Michigan Supreme Court Issues Administrative Orders Affecting Courts and Cases During the COVID-19 Crisis
The Michigan Supreme Court has issued several Administrative Orders since the outbreak of the COVID-19 crisis which impact the operations and procedures of courts and court cases across the State of Michigan.
Administrative Order No. 2020-2: Limiting Activities/Assemblages in Michigan Courts
On March 18, the Michigan Supreme Court (the “Court”) issued Administrative Order No. 2020-2, limiting assemblages and activities in courts across the State of Michigan. The order, which supersedes all previous actions taken by all Michigan courts on a local basis, comes in response to the growing COVID-19 crisis. The order is in effect until April 3, 2020.
The order applies to all circuit, district, and probate courts in Michigan. It provides that “courts are ordered to limit access to courtrooms and other spaces to no more than 10 persons, including staff, and to practice social distancing and limit court activity to only essential functions….” Similar actions, resulting in restricted courthouse access, continuing trials, cancelling non-case related activities, and rescheduling or permitting videoconferencing of oral arguments, have been taken in state and federal courts across the country in order to help stop the spread of the COVID-19 virus.
In the order, the Court outlines what it deems “essential functions” that can continue in the circuit, district, and probate courts, respectively. With respect to general civil and business court cases taking place in the circuit courts, which constitute the bulk of the cases our firm handles on behalf of clients, the essential functions that can proceed include infectious disease proceedings under MCL 333.5201 et seq., and limited proceedings regarding personal protection orders. All other civil and business court matters, including trials, must be conducted remotely using two-way interactive video technology or other remote participation tools or they must be adjourned until after April 3, 2020.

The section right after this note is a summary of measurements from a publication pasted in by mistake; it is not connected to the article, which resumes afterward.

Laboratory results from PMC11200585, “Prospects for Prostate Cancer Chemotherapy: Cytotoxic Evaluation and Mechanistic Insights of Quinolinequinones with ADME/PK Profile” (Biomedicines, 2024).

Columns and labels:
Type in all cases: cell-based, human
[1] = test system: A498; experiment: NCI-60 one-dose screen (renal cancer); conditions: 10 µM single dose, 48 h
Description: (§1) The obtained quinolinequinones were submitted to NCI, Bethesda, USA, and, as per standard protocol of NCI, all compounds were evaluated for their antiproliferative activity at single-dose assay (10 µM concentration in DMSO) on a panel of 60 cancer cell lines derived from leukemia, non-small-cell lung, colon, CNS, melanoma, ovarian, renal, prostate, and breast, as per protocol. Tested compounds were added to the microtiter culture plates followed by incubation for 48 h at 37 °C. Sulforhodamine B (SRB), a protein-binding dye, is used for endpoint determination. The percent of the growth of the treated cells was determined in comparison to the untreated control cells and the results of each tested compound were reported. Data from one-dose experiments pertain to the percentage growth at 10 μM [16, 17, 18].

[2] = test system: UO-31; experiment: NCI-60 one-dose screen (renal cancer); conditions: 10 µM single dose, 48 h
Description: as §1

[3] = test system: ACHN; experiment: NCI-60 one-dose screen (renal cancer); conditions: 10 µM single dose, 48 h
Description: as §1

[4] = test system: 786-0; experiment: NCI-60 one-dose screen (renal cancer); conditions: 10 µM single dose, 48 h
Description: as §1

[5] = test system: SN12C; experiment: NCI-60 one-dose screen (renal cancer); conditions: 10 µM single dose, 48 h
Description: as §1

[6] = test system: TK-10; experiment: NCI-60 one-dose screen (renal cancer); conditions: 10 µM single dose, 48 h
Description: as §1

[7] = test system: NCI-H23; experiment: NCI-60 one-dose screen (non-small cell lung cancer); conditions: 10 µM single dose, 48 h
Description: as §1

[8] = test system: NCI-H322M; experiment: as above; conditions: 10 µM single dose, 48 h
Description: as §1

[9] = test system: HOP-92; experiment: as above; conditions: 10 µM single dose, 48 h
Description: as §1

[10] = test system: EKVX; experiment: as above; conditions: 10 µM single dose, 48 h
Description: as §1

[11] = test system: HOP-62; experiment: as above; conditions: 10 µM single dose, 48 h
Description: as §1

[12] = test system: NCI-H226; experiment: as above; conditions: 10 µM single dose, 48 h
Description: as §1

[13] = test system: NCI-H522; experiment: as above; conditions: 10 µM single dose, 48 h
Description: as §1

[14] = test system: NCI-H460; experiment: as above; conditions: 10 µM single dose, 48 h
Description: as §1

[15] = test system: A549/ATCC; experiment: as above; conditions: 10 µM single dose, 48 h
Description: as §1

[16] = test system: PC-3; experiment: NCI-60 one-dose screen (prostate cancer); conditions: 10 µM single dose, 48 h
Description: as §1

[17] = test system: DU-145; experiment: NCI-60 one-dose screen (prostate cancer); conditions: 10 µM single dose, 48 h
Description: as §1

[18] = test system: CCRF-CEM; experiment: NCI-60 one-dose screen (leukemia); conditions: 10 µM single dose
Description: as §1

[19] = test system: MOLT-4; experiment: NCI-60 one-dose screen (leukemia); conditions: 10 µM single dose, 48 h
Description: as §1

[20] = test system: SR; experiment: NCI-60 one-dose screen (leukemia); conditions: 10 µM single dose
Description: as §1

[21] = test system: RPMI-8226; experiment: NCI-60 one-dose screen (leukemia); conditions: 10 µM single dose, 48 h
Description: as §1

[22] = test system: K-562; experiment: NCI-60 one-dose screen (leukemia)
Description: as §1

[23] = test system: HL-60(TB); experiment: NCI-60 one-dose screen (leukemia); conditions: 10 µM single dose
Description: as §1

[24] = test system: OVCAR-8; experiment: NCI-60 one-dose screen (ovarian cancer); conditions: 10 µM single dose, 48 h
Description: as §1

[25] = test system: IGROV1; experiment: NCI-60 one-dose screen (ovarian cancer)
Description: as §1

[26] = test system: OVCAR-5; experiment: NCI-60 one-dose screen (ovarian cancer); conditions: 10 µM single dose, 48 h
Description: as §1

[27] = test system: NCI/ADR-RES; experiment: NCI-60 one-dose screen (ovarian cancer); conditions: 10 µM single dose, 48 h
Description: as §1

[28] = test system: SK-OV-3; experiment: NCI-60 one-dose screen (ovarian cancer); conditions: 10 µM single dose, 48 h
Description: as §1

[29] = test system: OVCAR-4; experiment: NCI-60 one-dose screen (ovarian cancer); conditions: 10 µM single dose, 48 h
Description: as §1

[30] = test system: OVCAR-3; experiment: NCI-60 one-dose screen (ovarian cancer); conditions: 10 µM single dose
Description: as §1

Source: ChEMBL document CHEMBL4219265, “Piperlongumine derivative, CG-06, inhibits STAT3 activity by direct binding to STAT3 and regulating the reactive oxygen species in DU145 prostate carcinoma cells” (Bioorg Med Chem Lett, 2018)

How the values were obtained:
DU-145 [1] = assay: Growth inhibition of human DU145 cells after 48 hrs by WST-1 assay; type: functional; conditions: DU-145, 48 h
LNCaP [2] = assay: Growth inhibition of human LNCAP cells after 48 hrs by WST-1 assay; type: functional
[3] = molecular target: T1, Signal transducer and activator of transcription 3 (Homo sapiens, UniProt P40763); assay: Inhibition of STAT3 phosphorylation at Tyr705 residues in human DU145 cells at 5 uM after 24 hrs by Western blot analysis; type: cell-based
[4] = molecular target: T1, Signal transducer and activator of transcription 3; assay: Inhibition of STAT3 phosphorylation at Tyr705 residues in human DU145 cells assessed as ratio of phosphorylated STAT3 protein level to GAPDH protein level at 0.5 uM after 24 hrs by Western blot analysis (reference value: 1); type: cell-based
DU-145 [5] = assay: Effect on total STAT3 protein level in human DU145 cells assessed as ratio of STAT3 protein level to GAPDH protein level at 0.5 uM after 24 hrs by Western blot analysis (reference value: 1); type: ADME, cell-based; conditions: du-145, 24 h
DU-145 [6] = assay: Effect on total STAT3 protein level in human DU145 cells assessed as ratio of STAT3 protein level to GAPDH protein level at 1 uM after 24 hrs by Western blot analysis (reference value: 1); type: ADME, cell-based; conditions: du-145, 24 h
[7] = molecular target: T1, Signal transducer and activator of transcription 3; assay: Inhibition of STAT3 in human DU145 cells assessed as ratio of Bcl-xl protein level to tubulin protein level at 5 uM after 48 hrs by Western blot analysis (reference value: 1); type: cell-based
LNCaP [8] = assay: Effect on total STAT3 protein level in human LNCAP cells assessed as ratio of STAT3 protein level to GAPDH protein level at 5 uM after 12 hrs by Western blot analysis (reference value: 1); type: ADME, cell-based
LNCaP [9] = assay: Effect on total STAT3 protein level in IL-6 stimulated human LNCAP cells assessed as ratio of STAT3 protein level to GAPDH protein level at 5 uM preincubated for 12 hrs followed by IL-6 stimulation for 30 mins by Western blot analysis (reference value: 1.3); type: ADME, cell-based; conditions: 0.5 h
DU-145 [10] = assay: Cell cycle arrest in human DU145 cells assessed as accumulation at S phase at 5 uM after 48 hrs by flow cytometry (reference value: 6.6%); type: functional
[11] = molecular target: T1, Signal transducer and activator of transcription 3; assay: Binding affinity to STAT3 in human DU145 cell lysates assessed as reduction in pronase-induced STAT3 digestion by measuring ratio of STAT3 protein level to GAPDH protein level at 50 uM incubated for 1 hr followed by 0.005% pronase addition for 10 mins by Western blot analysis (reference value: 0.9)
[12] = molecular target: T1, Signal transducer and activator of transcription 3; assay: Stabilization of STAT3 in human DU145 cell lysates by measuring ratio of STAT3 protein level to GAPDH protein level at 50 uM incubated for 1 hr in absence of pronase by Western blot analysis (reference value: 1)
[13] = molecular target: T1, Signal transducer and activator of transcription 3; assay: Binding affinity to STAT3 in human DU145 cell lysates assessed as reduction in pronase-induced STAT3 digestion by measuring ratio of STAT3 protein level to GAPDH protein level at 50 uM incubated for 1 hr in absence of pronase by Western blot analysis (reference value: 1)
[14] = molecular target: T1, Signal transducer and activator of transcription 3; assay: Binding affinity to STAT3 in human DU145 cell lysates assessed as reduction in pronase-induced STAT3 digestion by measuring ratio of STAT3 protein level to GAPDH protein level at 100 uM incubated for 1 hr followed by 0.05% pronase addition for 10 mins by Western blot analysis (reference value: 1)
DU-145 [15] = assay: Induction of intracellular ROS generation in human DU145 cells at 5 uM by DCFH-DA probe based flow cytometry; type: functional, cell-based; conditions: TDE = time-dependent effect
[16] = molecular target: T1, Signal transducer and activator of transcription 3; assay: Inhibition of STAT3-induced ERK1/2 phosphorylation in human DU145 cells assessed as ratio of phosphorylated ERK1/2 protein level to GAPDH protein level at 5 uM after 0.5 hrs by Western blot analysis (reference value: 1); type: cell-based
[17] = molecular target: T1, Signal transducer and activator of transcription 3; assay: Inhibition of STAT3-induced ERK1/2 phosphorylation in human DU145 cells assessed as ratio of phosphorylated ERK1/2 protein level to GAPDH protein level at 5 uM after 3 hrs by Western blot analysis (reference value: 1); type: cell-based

Until the order is lifted, courts have been instructed to work with county clerks to ensure that if in-person filing of court pleadings is limited due to the state of emergency, pleadings can be accepted for filing by other means, such as U.S. mail, e-Filing, email, or facsimile.
Administrative Order No. 2020-3: Extending Deadlines for Commencement of Actions
On March 23, the Court issued Administrative Order No. 2020-3, extending all deadlines applicable to the commencement of all civil and probate case-types. This order extends all deadlines pertaining to case initiation and the filing of initial responsive pleadings in civil and probate matters during the state of emergency declared by Governor Gretchen Whitmer related to COVID-19. The order does not preclude a court from ordering an expedited response to a complaint or motion in order to hear and resolve an emergency matter requiring immediate attention. It also does not prohibit or restrict a litigant from commencing a proceeding whenever the litigant chooses.
Administrative Order No. 2020-4: Suspending Filing Deadlines in the Michigan Supreme Court and Court of Appeals
On March 26, the Court issued Administrative Order No. 2020-4, suspending, effective as of March 24, all filings, jurisdictional and non-jurisdictional, in the Michigan Supreme Court and Court of Appeals. Filings will be tolled until the expiration of Governor Whitmer’s Executive Order 2020-21 (the stay-at-home order) or a subsequent executive order that extends the period in which citizens are required to suspend activities that are not necessary to sustain or protect life. Filers will have the same number of days to submit their filings after the executive order expires as they had before the suspension went into effect.
We are actively communicating with our clients to inform them regarding any delays in their cases due to administrative actions taken by the courts in light of the COVID-19 crisis, and will continue to do so moving forward.